US Final Elections and it’s impact on Nigeria

US Final Elections and it’s impact on Nigeria

In less than 24 hours, Americans will go to the polls to elect a new president. It is very glaring to the world that the 2016 presidential debate is one that has never been experienced before. To say that the election is unprecedented is an understatement as we have all witnessed the saga between Hillary Clinton and Donald Trump. With the race coming to an end today, I can only imagine who will win the election and what the future will hold, not only for Americans but for other countries directly connected to the US through immigration, business relationships and otherwise.

Africans make up a small share of the US immigrant population, but the numbers have doubled every decade since 1970. The number of African immigrants living in the US grew from 80,000 in 1970 to 1.8 million as of 2013, according to a study from the Pew Research Center. From this statistics, Nigeria tops birth places for African immigrants in the US.

Reminiscing on Trump’s speech in April when he mentioned that if he wins, Nigerians will leave; it is obvious that many Nigerian-American citizens will be voting Clinton today, likewise majority of other immigrants who have been offended by Trump’s anti-immigration speech. The Nigerian economy is heavily dependent on USA (dollar); many Nigerians flock into the States every year for education, medical treatments and business. The impact of this election will be greatly felt if Trump wins; many businesses will be affected. More importantly, the medical care and attention received in the States compensates for the poor Nigerian health sector and inadequate medical facilities. Pregnant women and nursing mothers testify that there is a difference with the care and professionalism in handling birth issues in US than what is received in Nigeria. The ease of doing business in Nigeria will be affected; with many multinationals flocking into African countries for investment, Nigeria seems to be the first point of call as Africa’s most populated country. If Trump’s heart desire is granted, we may just kiss goodbye to some foreign direct investments (FDIs). These are a few among many benefits that may be forfeited if Trump wins today.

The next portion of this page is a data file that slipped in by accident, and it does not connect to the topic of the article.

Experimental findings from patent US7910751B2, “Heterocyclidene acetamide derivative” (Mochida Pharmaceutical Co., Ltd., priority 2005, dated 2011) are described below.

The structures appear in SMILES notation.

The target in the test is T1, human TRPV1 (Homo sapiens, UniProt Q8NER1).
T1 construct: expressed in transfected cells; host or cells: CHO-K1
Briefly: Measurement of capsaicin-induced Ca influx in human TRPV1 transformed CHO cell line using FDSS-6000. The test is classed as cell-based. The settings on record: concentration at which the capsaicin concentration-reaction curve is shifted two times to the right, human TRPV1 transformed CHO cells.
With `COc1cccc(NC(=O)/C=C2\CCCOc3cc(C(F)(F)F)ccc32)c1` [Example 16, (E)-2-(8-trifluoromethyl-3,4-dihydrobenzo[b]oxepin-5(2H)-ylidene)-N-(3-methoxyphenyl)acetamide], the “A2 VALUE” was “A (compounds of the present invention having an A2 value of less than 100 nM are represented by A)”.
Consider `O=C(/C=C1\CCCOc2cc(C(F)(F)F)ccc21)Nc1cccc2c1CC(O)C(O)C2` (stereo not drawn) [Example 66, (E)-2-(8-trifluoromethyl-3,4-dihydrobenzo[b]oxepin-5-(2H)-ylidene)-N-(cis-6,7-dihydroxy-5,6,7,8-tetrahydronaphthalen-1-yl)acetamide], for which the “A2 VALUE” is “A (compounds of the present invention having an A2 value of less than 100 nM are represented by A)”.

So fingers crossed till the end of today as we wait for the result to be announced. Staying ahead in this debate has given Clinton a competitive advantage over Trump as poll results show she is leading by 4.9 points. She will gain more votes today as she has the interest of the masses at heart and does not share the same view with Trump on the issue concerning immigration. On that note, YES I’m voting Clinton from Nigeria and hope that every African votes for her.
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